During her divorce nine years ago, Shannon Habas didn’t want to be at home. She found reasons to stay out as long as possible, skipping sleep and not eating. “I either stayed in bed all day or kept myself so busy that I didn’t have to go home,” said Habas, who is now remarried. “I became a workaholic and a churchaholic. I didn’t want to face going to that lonely place.”
She also lost weight, getting down to only 80 pounds on a 5-foot-7-inch frame. “I was so depressed and so sad, I couldn’t make myself chew a piece of food,” she said.
Finding inspiration in God and her second marriage, the 32-year-old concert promoter and clown performer eventually began to focus on getting healthy and helping others. When she couldn’t find a divorce support group in her area, she felt called to lead one herself and is now a facilitator of a Divorce Care support group – one of thousands worldwide – at Christian Life church in Columbia, S.C.
She also began to exercise, something she hadn’t done before. At first, she could only walk the block from the parking lot to the gym before getting worn out. Now, she works out for an hour and a half some days. “God created me to do something with my life and not just lay in bed,” she said. “I began to want to be the healthy me I could be.”
Physical health often gets forgotten when a person is coping with the emotional stress of divorce, said Dr. Lorna Hecker, marriage and family therapy professor at Purdue University Calumet
and director of the university’s Couples and Family Therapy Center.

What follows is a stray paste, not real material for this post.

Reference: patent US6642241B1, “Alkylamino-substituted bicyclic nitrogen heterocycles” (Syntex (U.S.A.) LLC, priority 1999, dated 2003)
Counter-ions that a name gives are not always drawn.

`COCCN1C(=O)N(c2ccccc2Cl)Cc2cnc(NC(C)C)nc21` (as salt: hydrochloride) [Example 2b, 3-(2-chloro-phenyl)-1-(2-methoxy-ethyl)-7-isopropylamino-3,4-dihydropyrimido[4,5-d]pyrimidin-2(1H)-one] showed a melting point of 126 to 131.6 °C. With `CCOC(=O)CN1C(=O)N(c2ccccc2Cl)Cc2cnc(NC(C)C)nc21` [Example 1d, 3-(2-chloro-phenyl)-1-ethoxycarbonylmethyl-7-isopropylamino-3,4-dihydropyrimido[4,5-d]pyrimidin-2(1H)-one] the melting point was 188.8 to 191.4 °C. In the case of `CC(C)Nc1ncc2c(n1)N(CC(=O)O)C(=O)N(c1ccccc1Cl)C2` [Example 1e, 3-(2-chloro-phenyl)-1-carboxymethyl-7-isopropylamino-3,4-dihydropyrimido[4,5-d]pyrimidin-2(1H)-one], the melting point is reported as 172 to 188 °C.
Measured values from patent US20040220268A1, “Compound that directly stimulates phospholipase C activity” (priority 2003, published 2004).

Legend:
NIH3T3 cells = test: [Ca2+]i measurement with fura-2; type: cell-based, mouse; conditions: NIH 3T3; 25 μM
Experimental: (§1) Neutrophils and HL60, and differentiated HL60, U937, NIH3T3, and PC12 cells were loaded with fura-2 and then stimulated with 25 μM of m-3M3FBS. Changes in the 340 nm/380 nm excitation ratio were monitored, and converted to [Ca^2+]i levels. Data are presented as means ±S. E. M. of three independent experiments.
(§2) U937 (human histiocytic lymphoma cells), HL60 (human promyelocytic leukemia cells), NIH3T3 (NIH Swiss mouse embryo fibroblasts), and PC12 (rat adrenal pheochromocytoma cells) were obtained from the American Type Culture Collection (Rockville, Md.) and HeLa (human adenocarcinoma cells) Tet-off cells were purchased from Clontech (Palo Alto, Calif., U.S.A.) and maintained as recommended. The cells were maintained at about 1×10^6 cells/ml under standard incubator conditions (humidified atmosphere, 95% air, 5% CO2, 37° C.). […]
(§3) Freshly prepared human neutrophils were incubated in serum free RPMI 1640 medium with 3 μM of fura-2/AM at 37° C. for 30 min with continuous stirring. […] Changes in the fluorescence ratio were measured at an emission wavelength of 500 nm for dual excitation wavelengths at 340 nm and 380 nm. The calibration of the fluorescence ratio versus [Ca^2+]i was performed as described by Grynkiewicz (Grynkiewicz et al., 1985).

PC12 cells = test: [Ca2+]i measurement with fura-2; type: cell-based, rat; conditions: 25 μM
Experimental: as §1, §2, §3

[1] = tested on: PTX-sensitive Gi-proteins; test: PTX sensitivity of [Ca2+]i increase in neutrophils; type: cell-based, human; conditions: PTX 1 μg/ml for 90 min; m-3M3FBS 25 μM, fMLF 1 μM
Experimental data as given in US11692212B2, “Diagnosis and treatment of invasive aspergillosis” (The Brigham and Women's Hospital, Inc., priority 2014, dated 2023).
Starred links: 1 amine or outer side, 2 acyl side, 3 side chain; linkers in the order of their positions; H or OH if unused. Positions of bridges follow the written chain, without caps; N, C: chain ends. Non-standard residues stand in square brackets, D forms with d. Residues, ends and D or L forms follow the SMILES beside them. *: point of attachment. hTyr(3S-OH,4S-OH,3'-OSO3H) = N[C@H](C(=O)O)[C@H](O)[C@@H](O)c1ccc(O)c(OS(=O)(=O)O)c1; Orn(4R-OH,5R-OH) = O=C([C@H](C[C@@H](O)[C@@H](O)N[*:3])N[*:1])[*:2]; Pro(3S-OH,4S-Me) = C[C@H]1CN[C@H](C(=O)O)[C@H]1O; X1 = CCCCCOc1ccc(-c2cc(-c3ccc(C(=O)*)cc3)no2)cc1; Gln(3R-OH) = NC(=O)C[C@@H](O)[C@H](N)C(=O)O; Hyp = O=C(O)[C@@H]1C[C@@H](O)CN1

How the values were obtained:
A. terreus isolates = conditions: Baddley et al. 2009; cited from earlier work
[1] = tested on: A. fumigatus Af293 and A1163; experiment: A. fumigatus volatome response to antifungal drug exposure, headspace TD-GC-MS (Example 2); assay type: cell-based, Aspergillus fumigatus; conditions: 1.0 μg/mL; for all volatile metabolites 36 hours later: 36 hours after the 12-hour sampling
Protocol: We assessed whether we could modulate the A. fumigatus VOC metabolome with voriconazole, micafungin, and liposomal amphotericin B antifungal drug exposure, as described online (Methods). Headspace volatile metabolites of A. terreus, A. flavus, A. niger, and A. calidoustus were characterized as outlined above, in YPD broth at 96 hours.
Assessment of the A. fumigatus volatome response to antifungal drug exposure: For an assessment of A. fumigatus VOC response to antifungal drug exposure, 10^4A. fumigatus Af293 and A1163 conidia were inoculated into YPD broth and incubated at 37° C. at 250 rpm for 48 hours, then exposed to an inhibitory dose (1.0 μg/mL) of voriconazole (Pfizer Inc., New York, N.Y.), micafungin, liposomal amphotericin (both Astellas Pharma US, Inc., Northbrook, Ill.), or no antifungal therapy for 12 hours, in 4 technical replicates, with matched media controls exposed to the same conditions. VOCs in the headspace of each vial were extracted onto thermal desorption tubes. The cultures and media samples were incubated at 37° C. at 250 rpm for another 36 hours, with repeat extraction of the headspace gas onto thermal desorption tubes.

“They’re trying to learn how to function in a new role as a single parent or a single person,” she said. “It requires learning new skills. They may not have support, or they may not have cooked a meal before by themselves. They may be too busy as a single parent to take care of themselves.”
MIND AND BODY
The mind and body are linked together like old friends. When one is hurting, the other feels that pain and responds with symptoms of its own. Health problems can cause depression, and emotional stress can cause changes in weight and sleeping, and in some cases even mimic a heart attack. Emotional stress comes from many sources, but one of the most traumatic is divorce. This was documented in 1967 when two researchers published a Holmes-Rahe “social readjustment rating scale,” still in use today. The scale gauges the stress of various life events and the illness that can result. The life event with the highest stress value is the death of a spouse. The second is divorce.
“Emotional distress, when very prolonged for weeks to months, can disrupt a number of important body functions,” said Dr. William R. Lovallo, professor of psychiatry and behavioral science at the University of Oklahoma Health Sciences Center. “Parts of the brain associated with negative emotions are also associated with the production of stress hormones.”
The stress hormone cortisol is present in the body during normal times, said Lovallo, also president of the American Psychosomatic Society and author of "Stress and Health: Biological and Psychological Interactions." “Cortisol is a very important hormone for normal functioning,” he said. “The body uses it every day to help with our energy stores so we have fuel to operate on.”